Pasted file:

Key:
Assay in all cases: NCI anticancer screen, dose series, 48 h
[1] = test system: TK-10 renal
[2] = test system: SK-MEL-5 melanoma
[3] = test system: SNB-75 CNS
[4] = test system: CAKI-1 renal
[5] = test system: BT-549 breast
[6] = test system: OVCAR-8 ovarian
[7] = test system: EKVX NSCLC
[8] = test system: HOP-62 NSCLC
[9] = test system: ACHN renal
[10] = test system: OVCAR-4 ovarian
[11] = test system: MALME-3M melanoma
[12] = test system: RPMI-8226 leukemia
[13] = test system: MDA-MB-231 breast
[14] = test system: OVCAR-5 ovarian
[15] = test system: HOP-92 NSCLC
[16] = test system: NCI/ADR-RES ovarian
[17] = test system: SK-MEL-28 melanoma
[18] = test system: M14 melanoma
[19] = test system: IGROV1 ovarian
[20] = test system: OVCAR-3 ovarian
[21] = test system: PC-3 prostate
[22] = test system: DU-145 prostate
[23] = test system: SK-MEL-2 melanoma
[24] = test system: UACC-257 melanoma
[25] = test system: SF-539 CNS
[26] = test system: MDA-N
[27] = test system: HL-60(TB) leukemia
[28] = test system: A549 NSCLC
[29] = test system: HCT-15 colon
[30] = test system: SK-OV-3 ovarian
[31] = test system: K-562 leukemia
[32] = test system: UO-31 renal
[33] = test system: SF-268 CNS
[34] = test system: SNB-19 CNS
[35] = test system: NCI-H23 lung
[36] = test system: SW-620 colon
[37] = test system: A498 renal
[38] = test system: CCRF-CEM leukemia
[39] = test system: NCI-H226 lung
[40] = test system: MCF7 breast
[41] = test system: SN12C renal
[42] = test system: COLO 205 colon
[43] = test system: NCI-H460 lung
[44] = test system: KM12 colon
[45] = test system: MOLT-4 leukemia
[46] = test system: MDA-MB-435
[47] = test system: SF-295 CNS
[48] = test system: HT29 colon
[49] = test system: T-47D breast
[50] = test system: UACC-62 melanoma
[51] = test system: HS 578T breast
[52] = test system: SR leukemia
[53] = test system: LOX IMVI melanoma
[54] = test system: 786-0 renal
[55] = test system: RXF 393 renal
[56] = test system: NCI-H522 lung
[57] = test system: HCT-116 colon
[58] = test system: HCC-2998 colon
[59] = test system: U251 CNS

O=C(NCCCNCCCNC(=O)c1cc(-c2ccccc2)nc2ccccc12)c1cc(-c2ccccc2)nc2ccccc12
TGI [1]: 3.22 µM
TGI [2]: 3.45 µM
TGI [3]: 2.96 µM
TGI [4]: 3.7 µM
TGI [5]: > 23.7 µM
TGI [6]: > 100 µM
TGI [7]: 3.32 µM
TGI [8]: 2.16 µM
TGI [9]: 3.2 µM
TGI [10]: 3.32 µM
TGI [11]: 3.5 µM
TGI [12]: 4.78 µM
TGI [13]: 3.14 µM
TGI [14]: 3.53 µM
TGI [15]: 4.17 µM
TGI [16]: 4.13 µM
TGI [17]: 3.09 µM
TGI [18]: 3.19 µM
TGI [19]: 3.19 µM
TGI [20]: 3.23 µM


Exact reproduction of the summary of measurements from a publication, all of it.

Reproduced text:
Key:
Assay in all cases: NCI anticancer screen, dose series, 48 h
[1] = test system: TK-10 renal
[2] = test system: SK-MEL-5 melanoma
[3] = test system: SNB-75 CNS
[4] = test system: CAKI-1 renal
[5] = test system: BT-549 breast
[6] = test system: OVCAR-8 ovarian
[7] = test system: EKVX NSCLC
[8] = test system: HOP-62 NSCLC
[9] = test system: ACHN renal
[10] = test system: OVCAR-4 ovarian
[11] = test system: MALME-3M melanoma
[12] = test system: RPMI-8226 leukemia
[13] = test system: MDA-MB-231 breast
[14] = test system: OVCAR-5 ovarian
[15] = test system: HOP-92 NSCLC
[16] = test system: NCI/ADR-RES ovarian
[17] = test system: SK-MEL-28 melanoma
[18] = test system: M14 melanoma
[19] = test system: IGROV1 ovarian
[20] = test system: OVCAR-3 ovarian
[21] = test system: PC-3 prostate
[22] = test system: DU-145 prostate
[23] = test system: SK-MEL-2 melanoma
[24] = test system: UACC-257 melanoma
[25] = test system: SF-539 CNS
[26] = test system: MDA-N
[27] = test system: HL-60(TB) leukemia
[28] = test system: A549 NSCLC
[29] = test system: HCT-15 colon
[30] = test system: SK-OV-3 ovarian
[31] = test system: K-562 leukemia
[32] = test system: UO-31 renal
[33] = test system: SF-268 CNS
[34] = test system: SNB-19 CNS
[35] = test system: NCI-H23 lung
[36] = test system: SW-620 colon
[37] = test system: A498 renal
[38] = test system: CCRF-CEM leukemia
[39] = test system: NCI-H226 lung
[40] = test system: MCF7 breast
[41] = test system: SN12C renal
[42] = test system: COLO 205 colon
[43] = test system: NCI-H460 lung
[44] = test system: KM12 colon
[45] = test system: MOLT-4 leukemia
[46] = test system: MDA-MB-435
[47] = test system: SF-295 CNS
[48] = test system: HT29 colon
[49] = test system: T-47D breast
[50] = test system: UACC-62 melanoma
[51] = test system: HS 578T breast
[52] = test system: SR leukemia
[53] = test system: LOX IMVI melanoma
[54] = test system: 786-0 renal
[55] = test system: RXF 393 renal
[56] = test system: NCI-H522 lung
[57] = test system: HCT-116 colon
[58] = test system: HCC-2998 colon
[59] = test system: U251 CNS

O=C(NCCCNCCCNC(=O)c1cc(-c2ccccc2)nc2ccccc12)c1cc(-c2ccccc2)nc2ccccc12
TGI [1]: 3.22 µM
TGI [2]: 3.45 µM
TGI [3]: 2.96 µM
TGI [4]: 3.7 µM
TGI [5]: > 23.7 µM
TGI [6]: > 100 µM
TGI [7]: 3.32 µM
TGI [8]: 2.16 µM
TGI [9]: 3.2 µM
TGI [10]: 3.32 µM
TGI [11]: 3.5 µM
TGI [12]: 4.78 µM
TGI [13]: 3.14 µM
TGI [14]: 3.53 µM
TGI [15]: 4.17 µM
TGI [16]: 4.13 µM
TGI [17]: 3.09 µM
TGI [18]: 3.19 µM
TGI [19]: 3.19 µM
TGI [20]: 3.23 µM